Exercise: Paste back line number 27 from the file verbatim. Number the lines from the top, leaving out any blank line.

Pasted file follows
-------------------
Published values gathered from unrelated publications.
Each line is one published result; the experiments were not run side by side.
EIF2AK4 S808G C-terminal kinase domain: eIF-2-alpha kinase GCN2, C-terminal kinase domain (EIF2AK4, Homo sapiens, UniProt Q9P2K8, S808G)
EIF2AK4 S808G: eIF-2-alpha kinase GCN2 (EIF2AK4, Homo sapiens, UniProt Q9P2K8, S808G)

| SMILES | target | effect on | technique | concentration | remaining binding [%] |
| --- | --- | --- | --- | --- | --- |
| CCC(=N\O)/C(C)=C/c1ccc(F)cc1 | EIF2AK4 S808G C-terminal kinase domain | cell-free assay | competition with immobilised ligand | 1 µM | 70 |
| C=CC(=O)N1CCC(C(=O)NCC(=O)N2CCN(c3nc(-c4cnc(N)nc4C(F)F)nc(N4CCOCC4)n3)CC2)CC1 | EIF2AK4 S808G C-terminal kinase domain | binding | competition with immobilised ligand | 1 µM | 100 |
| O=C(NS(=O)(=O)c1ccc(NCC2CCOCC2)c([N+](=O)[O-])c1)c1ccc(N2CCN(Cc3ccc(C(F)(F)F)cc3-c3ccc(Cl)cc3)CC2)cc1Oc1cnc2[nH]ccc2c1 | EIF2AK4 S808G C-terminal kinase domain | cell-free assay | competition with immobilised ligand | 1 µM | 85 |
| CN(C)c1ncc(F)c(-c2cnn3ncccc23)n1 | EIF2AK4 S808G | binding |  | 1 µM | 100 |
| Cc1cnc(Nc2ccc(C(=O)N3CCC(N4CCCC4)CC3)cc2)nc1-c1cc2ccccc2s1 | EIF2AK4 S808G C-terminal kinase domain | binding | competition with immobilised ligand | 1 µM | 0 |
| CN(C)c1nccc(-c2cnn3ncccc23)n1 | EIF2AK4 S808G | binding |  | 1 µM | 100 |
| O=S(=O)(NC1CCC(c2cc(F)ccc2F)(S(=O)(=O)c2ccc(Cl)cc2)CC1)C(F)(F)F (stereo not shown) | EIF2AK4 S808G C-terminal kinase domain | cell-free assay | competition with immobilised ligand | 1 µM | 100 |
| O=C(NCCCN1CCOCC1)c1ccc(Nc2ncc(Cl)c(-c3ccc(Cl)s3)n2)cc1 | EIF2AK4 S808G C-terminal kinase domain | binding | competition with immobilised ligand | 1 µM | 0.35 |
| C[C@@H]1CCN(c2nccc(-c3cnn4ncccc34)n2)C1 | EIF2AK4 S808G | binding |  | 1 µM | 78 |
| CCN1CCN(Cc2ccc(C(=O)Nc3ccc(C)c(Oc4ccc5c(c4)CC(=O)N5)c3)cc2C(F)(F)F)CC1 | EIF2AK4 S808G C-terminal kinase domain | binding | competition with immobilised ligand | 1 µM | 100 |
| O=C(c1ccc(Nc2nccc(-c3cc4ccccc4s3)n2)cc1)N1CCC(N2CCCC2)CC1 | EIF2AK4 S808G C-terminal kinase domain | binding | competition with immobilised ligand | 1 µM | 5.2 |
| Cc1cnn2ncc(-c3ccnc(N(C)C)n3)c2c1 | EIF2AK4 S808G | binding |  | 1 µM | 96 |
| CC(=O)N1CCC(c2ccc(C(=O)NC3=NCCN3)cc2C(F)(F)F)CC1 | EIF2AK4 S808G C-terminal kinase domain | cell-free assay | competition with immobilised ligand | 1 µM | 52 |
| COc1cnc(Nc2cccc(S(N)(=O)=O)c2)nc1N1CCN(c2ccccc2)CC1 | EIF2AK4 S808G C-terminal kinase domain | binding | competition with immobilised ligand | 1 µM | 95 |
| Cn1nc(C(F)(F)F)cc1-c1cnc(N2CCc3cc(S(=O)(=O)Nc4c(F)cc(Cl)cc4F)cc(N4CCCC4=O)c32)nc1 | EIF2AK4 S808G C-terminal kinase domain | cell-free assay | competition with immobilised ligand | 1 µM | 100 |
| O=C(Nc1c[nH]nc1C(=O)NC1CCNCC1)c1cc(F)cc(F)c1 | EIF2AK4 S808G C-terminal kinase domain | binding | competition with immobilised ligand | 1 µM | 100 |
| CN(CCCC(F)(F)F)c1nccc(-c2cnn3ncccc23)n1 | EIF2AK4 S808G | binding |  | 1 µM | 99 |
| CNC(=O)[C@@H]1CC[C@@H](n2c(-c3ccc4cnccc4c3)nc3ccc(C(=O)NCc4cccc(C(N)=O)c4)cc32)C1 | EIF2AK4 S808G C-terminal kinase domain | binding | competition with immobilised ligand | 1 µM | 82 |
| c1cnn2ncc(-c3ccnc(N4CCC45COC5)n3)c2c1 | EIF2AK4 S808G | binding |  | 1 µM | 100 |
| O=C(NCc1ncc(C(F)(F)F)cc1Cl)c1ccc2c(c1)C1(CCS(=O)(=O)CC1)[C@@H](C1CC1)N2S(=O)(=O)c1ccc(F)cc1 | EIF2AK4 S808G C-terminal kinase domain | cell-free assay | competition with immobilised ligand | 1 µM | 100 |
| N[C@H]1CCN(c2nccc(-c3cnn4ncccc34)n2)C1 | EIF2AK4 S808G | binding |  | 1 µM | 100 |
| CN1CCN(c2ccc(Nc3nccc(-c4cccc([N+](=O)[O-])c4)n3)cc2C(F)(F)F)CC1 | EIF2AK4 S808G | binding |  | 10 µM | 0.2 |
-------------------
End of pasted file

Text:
| N[C@H]1CCN(c2nccc(-c3cnn4ncccc34)n2)C1 | EIF2AK4 S808G | binding |  | 1 µM | 100 |